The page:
The first modern humans to have existed in Africa lived alongside a hominin species that also appears to have buried its dead, behaviour it shared with Homo sapiens, South Africa's University of the Witwatersrand announced Tuesday.
The species known as Homo naledi, the discovery of which was initially announced in September 2015, had been thought to have lived up to 3 million years ago.
It has now been discovered that it lived only between 335,000 and 236,000 years ago, overlapping with modern humans.
During that period, "it was previously thought that only Homo sapiens existed in Africa," the university said.
"More critically, it is at precisely this time that we see the rise of what has been called 'modern human behaviour' in southern Africa - behaviour attributed, until now, to the rise of modern humans ... such as burial of the dead, self-adornment and complex tools," the statement added.
The Homo naledi discoveries are based on remains found in two caves at the archaeological World Heritage Site known as the Cradle of Humankind near Johannesburg.
The second cave, the discovery of which was announced Tuesday, contains remains from three people, including a complete skull.
The fact that the caves could only be accessed through narrow tunnels makes scientists believe Homo naledi used them as burial chambers.
"If there is one other species out there that shared the world with modern humans in Africa, it is very likely there are others," said professor Lee Berger from Witwatersrand. "We just need to find them."
'All sorts of possibilities'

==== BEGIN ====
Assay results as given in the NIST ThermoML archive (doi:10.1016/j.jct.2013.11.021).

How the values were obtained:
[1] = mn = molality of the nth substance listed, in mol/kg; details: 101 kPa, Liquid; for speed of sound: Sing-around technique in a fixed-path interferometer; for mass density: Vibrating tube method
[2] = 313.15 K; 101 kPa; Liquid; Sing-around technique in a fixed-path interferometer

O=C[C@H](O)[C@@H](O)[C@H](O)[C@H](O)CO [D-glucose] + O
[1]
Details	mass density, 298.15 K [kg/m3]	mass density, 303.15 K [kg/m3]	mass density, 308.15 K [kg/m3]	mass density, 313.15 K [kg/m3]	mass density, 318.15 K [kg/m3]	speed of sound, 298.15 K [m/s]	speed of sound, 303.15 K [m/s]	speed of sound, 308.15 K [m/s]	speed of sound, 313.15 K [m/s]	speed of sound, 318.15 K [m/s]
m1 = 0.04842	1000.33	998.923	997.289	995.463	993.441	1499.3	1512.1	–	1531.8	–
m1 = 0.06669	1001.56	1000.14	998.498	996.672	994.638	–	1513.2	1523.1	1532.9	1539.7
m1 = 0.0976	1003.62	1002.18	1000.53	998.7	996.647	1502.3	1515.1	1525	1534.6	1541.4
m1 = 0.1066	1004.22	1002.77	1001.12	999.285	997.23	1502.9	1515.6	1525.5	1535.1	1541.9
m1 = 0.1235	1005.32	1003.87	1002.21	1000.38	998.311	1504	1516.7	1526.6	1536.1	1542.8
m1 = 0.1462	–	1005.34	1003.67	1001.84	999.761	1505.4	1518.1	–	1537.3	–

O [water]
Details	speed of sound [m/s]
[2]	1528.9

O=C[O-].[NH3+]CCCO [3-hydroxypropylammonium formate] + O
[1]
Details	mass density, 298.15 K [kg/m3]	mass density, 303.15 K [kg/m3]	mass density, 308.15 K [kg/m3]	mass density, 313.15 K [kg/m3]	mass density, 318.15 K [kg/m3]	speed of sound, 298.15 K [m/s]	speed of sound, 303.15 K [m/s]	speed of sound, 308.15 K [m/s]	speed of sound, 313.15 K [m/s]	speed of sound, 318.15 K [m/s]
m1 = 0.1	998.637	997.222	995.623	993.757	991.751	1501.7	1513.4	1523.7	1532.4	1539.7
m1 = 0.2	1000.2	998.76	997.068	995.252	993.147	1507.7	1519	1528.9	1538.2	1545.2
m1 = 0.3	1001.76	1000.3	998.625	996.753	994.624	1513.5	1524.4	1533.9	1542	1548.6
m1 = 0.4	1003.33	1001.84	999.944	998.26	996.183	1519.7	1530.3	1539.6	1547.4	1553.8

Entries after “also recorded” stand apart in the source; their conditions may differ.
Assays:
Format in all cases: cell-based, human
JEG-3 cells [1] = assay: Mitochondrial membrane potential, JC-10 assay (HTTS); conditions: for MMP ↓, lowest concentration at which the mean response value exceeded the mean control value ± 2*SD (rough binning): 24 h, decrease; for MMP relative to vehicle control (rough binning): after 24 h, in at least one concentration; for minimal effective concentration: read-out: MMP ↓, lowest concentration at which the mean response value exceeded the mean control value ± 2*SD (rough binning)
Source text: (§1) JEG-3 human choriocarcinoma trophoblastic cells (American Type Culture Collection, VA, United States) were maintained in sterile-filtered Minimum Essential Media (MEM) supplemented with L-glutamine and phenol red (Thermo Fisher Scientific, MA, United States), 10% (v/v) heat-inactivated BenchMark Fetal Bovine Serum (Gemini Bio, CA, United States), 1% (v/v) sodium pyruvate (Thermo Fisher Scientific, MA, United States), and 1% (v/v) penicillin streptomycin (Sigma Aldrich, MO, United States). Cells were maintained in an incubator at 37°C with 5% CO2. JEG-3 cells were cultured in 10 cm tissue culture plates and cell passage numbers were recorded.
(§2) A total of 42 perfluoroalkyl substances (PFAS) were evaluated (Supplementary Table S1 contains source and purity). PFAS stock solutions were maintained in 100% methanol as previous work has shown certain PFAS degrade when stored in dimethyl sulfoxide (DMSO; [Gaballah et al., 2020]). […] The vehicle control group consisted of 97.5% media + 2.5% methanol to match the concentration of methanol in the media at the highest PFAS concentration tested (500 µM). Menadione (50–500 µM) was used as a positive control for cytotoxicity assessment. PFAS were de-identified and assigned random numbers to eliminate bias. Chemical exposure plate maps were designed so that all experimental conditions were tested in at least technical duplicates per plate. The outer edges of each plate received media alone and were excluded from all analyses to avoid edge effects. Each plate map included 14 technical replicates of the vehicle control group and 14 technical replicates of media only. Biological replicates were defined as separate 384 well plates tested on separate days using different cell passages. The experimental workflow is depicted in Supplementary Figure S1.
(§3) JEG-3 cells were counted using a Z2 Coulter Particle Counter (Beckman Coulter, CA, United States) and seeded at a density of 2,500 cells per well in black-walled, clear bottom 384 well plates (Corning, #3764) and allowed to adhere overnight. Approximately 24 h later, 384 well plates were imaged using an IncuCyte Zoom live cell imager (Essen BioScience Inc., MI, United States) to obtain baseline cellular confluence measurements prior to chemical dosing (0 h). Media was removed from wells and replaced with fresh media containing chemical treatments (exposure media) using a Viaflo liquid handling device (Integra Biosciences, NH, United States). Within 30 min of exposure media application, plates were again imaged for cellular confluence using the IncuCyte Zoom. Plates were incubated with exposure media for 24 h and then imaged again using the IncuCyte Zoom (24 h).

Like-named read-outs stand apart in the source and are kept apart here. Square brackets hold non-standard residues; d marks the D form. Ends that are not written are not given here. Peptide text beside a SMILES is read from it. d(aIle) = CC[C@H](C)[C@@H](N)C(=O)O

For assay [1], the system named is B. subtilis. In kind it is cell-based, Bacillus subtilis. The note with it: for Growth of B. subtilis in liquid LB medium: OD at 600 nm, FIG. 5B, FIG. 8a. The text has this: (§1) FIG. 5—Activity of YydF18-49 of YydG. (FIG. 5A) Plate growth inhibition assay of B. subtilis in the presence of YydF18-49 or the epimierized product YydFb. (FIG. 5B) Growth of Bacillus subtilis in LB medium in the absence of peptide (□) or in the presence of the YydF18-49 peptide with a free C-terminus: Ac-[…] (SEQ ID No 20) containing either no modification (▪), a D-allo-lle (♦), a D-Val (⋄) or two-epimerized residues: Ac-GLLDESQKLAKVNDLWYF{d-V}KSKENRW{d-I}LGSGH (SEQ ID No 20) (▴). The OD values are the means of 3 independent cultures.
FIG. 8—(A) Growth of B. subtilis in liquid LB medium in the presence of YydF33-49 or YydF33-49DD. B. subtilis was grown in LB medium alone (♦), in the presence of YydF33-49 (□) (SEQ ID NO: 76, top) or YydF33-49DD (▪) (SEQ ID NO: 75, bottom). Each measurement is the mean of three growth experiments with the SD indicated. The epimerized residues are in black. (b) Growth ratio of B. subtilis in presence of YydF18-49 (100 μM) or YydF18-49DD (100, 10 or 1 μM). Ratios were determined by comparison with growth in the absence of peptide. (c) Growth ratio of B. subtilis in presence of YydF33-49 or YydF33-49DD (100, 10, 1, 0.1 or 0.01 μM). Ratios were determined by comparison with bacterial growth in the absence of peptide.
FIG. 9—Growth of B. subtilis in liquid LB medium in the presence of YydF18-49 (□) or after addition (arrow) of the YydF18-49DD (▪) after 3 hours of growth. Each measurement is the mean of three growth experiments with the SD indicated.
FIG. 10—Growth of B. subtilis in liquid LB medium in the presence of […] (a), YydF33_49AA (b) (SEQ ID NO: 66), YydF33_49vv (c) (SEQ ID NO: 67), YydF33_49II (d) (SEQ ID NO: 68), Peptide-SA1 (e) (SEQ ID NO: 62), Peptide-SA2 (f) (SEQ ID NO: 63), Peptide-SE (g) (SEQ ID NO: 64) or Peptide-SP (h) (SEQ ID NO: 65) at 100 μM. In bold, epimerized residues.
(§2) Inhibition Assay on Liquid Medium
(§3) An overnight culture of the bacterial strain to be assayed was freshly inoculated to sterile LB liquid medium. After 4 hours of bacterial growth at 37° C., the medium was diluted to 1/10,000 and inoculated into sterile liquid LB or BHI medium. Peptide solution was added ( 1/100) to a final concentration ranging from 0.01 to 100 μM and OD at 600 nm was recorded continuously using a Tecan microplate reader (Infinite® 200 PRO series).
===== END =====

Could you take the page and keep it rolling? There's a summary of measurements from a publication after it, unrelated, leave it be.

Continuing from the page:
"We're looking at a diversity of species in Africa in the latest stages of our evolutionary history that no one had suspected would be there," said Hawks, an academic at the University of Wisconsin in the United States.
"That implies that as our species arose, it arose with others, that there were a diversity of hominid species in Africa occupying these environments during what we had considered to be the critical time period of modern human origins."
Work has begun to also date the latest fossils to be found.
Paul Dirks, a professor at Australia's James Cook University which is involved in the project, said that Homo naledi's hand structure and the more recent era in which it is thought to have lived means it could have been a toolmaker.
"We have many different branches on the family tree and it is only fairly recently that there is only one survivor on the landscape. The new dating of the fossils opens up all sorts of possibilities for an interchange of... behaviours between Homo naledi and Homo sapiens," Dirks added.
"This will have profound effect on archeology... (it is a) critical missing part of what happened in human evolution," said Berger, who described the findings as "a Rosetta Stone for us".
Homo naledi had a tiny brain, about the size of an orange and stood about 1.5 metres (5 feet) tall, weighing around 45 kilogrammes (100 pounds), experts say.
Homo naledi's teeth and skull are similar to those of early humans while their shoulders are more similar to those of apes.
They had a brain about a third of the size of a modern human brain and curved fingers that are seemingly well suited for climbing.